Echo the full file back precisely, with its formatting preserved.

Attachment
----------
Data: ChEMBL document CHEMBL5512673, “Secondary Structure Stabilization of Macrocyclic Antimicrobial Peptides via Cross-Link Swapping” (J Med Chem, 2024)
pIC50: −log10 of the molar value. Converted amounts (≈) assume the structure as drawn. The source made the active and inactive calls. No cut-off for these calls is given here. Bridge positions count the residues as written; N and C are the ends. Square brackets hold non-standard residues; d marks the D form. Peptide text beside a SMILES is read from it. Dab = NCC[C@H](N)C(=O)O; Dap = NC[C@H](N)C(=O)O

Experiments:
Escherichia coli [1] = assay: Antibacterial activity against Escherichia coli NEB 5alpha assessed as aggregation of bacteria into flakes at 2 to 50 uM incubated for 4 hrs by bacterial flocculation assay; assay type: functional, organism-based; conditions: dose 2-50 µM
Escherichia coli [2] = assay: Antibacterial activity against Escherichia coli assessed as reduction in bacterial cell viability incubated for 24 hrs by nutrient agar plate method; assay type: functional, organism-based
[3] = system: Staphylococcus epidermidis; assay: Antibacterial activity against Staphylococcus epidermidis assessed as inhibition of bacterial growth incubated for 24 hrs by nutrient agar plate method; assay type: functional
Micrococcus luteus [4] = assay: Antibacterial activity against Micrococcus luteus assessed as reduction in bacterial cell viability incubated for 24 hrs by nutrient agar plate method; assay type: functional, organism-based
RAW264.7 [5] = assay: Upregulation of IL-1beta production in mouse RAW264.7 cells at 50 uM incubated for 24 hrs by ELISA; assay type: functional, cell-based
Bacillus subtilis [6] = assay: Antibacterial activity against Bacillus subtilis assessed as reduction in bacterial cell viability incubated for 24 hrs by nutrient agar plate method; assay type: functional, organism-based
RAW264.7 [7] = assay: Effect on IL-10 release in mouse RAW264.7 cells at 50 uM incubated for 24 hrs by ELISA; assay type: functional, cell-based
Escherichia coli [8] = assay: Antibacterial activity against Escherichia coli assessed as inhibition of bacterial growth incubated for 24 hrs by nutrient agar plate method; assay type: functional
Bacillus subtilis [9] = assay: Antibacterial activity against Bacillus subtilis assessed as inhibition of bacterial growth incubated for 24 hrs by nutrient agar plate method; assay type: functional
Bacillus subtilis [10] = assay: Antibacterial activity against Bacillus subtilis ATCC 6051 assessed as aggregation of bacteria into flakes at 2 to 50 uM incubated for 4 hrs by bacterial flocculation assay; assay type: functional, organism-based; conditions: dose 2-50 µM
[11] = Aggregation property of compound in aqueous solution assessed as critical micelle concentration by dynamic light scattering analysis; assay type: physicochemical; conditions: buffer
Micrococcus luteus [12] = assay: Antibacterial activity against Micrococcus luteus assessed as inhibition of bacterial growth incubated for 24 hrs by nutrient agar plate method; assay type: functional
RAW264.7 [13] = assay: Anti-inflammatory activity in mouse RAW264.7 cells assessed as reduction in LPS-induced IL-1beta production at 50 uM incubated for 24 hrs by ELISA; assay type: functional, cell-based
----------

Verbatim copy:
Data: ChEMBL document CHEMBL5512673, “Secondary Structure Stabilization of Macrocyclic Antimicrobial Peptides via Cross-Link Swapping” (J Med Chem, 2024)
pIC50: −log10 of the molar value. Converted amounts (≈) assume the structure as drawn. The source made the active and inactive calls. No cut-off for these calls is given here. Bridge positions count the residues as written; N and C are the ends. Square brackets hold non-standard residues; d marks the D form. Peptide text beside a SMILES is read from it. Dab = NCC[C@H](N)C(=O)O; Dap = NC[C@H](N)C(=O)O

Experiments:
Escherichia coli [1] = assay: Antibacterial activity against Escherichia coli NEB 5alpha assessed as aggregation of bacteria into flakes at 2 to 50 uM incubated for 4 hrs by bacterial flocculation assay; assay type: functional, organism-based; conditions: dose 2-50 µM
Escherichia coli [2] = assay: Antibacterial activity against Escherichia coli assessed as reduction in bacterial cell viability incubated for 24 hrs by nutrient agar plate method; assay type: functional, organism-based
[3] = system: Staphylococcus epidermidis; assay: Antibacterial activity against Staphylococcus epidermidis assessed as inhibition of bacterial growth incubated for 24 hrs by nutrient agar plate method; assay type: functional
Micrococcus luteus [4] = assay: Antibacterial activity against Micrococcus luteus assessed as reduction in bacterial cell viability incubated for 24 hrs by nutrient agar plate method; assay type: functional, organism-based
RAW264.7 [5] = assay: Upregulation of IL-1beta production in mouse RAW264.7 cells at 50 uM incubated for 24 hrs by ELISA; assay type: functional, cell-based
Bacillus subtilis [6] = assay: Antibacterial activity against Bacillus subtilis assessed as reduction in bacterial cell viability incubated for 24 hrs by nutrient agar plate method; assay type: functional, organism-based
RAW264.7 [7] = assay: Effect on IL-10 release in mouse RAW264.7 cells at 50 uM incubated for 24 hrs by ELISA; assay type: functional, cell-based
Escherichia coli [8] = assay: Antibacterial activity against Escherichia coli assessed as inhibition of bacterial growth incubated for 24 hrs by nutrient agar plate method; assay type: functional
Bacillus subtilis [9] = assay: Antibacterial activity against Bacillus subtilis assessed as inhibition of bacterial growth incubated for 24 hrs by nutrient agar plate method; assay type: functional
Bacillus subtilis [10] = assay: Antibacterial activity against Bacillus subtilis ATCC 6051 assessed as aggregation of bacteria into flakes at 2 to 50 uM incubated for 4 hrs by bacterial flocculation assay; assay type: functional, organism-based; conditions: dose 2-50 µM
[11] = Aggregation property of compound in aqueous solution assessed as critical micelle concentration by dynamic light scattering analysis; assay type: physicochemical; conditions: buffer
Micrococcus luteus [12] = assay: Antibacterial activity against Micrococcus luteus assessed as inhibition of bacterial growth incubated for 24 hrs by nutrient agar plate method; assay type: functional
RAW264.7 [13] = assay: Anti-inflammatory activity in mouse RAW264.7 cells assessed as reduction in LPS-induced IL-1beta production at 50 uM incubated for 24 hrs by ELISA; assay type: functional, cell-based